The magnet was created because of a bug. Sometimes the key to a castle would get dropped inside a wall and be unable to be picked up, so the magnet, which attracted other objects, was a solution to that problem.
Were there any features that you wanted to add, but never got around to?
Not really. I had a creature called a roadrunner for a while, a bird that ran around, but I could never figure out what it should do, and I decided to remove it rather than leave an object with no function in the game.
How long did it take to write?
I started in May 1978 and worked like a madman for a month. My boss, George Simcock, heard what I was working on and didn't think I could do it within the 2600 resources and told me not to do it. However I ignored him and had a prototype with screen to screen movement and dragons chasing you after a month of hacking. But I exhausted myself and went on vacation for a month. When I came back, I was told that Marketing liked the game, but that since Warner, Atari's parent company, owned the first Superman movie which was about to come out, that I was to change "Adventure" into "Superman" so as to ride on the wave of hype. Every time this came up I said I would do it if I had to, but I didn't want to. After a few weeks, my co-worker John Dunn volunteered to take my code and do the "Superman" game, leaving me free to do the "Adventure" game. And that is what happened.
I had "Adventure" sort of done in the fall of 1978, but I wasn't satisfied. I sort of put it on the shelf for the next six months while I did the "BASIC Programming" cartridge, and finished them both simultaneously, in June 1979. Then I quit Atari. I guess I was burned out. Or maybe it was that I had $10,000 in my savings account for the first time in my life. I remember I told my friend Julius, "I have enough money to get drunk two-thousand times." Anyway, I went to Europe and traveled around with a backpack. I was 27 when I left Atari.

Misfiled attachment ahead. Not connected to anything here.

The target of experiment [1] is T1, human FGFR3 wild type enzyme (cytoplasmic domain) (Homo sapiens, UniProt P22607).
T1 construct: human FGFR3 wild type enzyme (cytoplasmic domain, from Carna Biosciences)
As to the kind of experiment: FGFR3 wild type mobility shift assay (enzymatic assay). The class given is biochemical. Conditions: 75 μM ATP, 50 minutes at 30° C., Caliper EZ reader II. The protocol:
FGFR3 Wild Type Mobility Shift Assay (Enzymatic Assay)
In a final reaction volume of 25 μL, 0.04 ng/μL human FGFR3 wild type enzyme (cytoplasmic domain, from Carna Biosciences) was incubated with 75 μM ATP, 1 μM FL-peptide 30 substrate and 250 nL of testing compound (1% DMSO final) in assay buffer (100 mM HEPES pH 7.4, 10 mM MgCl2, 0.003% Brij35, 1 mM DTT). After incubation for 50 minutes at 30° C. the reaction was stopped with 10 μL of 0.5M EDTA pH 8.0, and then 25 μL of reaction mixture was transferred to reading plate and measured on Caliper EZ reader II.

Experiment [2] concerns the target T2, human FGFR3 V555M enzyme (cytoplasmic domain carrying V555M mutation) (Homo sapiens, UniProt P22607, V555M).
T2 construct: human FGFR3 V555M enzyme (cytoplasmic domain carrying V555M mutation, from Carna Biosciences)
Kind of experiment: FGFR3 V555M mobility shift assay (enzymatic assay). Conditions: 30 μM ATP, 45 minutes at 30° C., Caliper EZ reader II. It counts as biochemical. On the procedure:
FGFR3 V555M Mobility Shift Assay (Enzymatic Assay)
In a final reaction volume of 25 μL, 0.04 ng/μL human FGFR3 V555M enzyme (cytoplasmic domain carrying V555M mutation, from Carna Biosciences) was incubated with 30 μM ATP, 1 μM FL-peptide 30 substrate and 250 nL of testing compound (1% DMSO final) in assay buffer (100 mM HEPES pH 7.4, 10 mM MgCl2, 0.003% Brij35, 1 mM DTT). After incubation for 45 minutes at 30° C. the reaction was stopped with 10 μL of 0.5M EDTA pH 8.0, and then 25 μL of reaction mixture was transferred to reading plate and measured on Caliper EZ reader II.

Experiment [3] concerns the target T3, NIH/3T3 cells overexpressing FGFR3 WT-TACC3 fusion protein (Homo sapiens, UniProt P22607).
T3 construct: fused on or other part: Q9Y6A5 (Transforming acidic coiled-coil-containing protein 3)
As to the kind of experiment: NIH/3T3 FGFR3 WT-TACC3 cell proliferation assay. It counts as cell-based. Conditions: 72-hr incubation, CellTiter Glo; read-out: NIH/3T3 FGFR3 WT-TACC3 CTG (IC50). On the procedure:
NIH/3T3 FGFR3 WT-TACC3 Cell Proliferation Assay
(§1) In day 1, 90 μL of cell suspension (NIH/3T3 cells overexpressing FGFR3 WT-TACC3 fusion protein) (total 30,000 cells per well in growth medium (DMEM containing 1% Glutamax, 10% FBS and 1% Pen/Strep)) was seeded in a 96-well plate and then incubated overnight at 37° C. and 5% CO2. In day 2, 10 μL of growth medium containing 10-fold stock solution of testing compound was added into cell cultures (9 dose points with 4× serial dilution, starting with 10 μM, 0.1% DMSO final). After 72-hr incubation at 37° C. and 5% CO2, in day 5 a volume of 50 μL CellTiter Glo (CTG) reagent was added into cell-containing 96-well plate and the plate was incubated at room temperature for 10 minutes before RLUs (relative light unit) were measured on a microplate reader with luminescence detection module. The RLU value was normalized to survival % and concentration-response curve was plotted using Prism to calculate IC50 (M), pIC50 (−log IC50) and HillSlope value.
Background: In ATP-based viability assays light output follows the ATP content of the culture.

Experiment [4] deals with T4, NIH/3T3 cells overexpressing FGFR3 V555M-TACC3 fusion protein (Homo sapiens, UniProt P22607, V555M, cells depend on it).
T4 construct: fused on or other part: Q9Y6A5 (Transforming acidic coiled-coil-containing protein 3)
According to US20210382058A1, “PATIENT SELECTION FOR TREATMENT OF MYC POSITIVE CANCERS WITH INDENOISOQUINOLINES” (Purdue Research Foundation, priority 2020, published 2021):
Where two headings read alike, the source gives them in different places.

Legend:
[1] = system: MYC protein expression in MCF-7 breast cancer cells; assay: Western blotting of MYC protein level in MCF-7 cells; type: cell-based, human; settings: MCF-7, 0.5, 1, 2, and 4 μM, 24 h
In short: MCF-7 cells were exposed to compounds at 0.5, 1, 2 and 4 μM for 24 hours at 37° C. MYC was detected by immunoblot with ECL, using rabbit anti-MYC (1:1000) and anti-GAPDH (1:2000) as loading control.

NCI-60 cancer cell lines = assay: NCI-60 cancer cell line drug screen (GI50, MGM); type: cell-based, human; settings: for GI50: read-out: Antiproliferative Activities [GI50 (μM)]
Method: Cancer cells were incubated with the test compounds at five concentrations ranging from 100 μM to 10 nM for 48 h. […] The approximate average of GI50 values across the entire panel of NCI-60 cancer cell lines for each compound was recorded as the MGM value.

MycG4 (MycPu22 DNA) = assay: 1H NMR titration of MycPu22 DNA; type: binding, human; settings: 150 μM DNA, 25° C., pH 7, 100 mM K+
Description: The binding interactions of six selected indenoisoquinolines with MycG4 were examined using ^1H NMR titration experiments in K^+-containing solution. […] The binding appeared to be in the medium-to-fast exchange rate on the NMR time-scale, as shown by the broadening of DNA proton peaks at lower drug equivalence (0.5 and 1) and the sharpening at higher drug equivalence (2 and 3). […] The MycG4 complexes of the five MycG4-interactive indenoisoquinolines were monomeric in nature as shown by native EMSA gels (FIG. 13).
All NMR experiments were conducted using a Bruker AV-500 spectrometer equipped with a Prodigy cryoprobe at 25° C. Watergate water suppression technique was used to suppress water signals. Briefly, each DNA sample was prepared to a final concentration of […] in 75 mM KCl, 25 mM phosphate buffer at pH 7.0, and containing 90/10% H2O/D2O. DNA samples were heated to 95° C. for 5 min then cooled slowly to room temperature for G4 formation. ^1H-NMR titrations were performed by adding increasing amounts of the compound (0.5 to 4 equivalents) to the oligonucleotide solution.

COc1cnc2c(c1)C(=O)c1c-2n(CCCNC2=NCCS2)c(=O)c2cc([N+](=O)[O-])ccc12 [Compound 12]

What made you decide to hide your name in "Adventure," and why did you choose the method that you did?
Each 2600 game was designed entirely by one person. But on the package it said basically "Adventure, by Atari." And we were only getting salaries, no cut of the huge profits. It was a signature, like at the bottom of a painting. But to make it happen, I had to hide my signature in the code, in a really obscure place, and not tell anybody. Keeping a secret like that is not easy. I decided that if I could not keep the secret myself—I was very tempted to tell my two main friends at Atari, Tom Reuterdahl and Jim Huether—how could I expect anyone else to keep the secret? So I didn't tell anyone, handed over the final version of the program, Atari manufactured and distributed several hundred thousand cartridges of "Adventure," and then it was too late for them to undo it.
Of course, an adventure game, with multiple rooms, is perfect for secret things, because it's easy to make extra rooms that are really hard to get into.
How was your name first discovered in the game?
I believe that the secret room was discovered independently quite a few times, since there was a pretty strong clue to the existence of the Gray Dot, which was needed to get into the secret room where my signature was. The first person I know of was a fifteen-year-old kid from Salt Lake City who wrote a letter to Atari explaining exactly how to get into the secret room, and asking for Atari's comments.
How did Atari react when they found out about it?
I expected that they would expunge it, since I was no longer an employee. But since it cost $10,000 to make a new ROM mask, they never took it out. The games group leader at the time referred to the hidden surprise as an "Easter Egg." He thought that having Easter Eggs added value to the games.
Have you ever given any thought to a sequel to "Adventure"?
Yes, a great deal of thought. "Rocky's Boots" was originally intended to be an adventure game where you built machines to defeat the monsters. But it evolved in a different direction.
What led you into virtual reality?
I had always thought it was a cool idea since I learned about what Ivan Sutherland did when I was an undergraduate. Then I got a chance to work on it at NASA.
Do you ever look at your old 2600 games?
Every once in a blue moon. To tell you the truth, I've been married for three years now, and my wife has never seen a 2600 game. I guess that's not very often. I have a 2600 and all my games in a box in the attic.